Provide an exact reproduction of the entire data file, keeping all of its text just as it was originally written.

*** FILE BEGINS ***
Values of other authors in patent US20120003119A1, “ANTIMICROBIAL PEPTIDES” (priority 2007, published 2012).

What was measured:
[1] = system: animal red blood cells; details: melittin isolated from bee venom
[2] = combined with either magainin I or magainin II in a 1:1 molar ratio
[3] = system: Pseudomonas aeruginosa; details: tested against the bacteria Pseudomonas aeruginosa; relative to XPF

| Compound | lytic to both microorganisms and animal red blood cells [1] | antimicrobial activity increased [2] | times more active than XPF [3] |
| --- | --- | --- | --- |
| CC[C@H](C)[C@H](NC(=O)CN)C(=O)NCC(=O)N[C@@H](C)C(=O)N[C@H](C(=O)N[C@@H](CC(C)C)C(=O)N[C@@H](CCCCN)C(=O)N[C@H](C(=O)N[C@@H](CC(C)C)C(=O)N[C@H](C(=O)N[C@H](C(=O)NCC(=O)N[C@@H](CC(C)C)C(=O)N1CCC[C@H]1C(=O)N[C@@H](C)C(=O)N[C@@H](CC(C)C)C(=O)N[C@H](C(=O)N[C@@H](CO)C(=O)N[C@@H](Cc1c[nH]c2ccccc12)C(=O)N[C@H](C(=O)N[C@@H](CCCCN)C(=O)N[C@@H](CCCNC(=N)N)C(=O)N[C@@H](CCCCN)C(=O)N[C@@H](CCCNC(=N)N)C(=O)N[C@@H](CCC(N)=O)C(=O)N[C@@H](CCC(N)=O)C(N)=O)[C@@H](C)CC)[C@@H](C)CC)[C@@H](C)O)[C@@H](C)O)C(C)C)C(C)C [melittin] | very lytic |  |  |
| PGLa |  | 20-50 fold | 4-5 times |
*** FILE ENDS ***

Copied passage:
Values of other authors in patent US20120003119A1, “ANTIMICROBIAL PEPTIDES” (priority 2007, published 2012).

What was measured:
[1] = system: animal red blood cells; details: melittin isolated from bee venom
[2] = combined with either magainin I or magainin II in a 1:1 molar ratio
[3] = system: Pseudomonas aeruginosa; details: tested against the bacteria Pseudomonas aeruginosa; relative to XPF

| Compound | lytic to both microorganisms and animal red blood cells [1] | antimicrobial activity increased [2] | times more active than XPF [3] |
| --- | --- | --- | --- |
| CC[C@H](C)[C@H](NC(=O)CN)C(=O)NCC(=O)N[C@@H](C)C(=O)N[C@H](C(=O)N[C@@H](CC(C)C)C(=O)N[C@@H](CCCCN)C(=O)N[C@H](C(=O)N[C@@H](CC(C)C)C(=O)N[C@H](C(=O)N[C@H](C(=O)NCC(=O)N[C@@H](CC(C)C)C(=O)N1CCC[C@H]1C(=O)N[C@@H](C)C(=O)N[C@@H](CC(C)C)C(=O)N[C@H](C(=O)N[C@@H](CO)C(=O)N[C@@H](Cc1c[nH]c2ccccc12)C(=O)N[C@H](C(=O)N[C@@H](CCCCN)C(=O)N[C@@H](CCCNC(=N)N)C(=O)N[C@@H](CCCCN)C(=O)N[C@@H](CCCNC(=N)N)C(=O)N[C@@H](CCC(N)=O)C(=O)N[C@@H](CCC(N)=O)C(N)=O)[C@@H](C)CC)[C@@H](C)CC)[C@@H](C)O)[C@@H](C)O)C(C)C)C(C)C [melittin] | very lytic |  |  |
| PGLa |  | 20-50 fold | 4-5 times |